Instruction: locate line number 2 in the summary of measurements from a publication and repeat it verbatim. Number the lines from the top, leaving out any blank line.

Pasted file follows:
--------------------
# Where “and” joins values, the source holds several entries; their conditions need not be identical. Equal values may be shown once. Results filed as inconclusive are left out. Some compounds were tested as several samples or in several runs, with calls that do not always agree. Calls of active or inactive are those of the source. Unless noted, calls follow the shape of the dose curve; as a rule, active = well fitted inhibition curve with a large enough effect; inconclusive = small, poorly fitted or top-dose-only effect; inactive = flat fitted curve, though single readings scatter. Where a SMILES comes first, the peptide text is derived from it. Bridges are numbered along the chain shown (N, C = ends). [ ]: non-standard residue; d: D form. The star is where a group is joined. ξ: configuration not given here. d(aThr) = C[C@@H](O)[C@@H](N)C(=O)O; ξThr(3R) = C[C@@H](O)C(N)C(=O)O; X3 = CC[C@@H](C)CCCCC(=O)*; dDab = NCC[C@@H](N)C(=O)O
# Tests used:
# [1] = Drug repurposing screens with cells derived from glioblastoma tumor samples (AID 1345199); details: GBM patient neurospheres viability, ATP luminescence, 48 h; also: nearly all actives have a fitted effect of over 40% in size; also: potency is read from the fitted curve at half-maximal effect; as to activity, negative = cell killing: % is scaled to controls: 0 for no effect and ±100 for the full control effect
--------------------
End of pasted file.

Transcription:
# Tests used: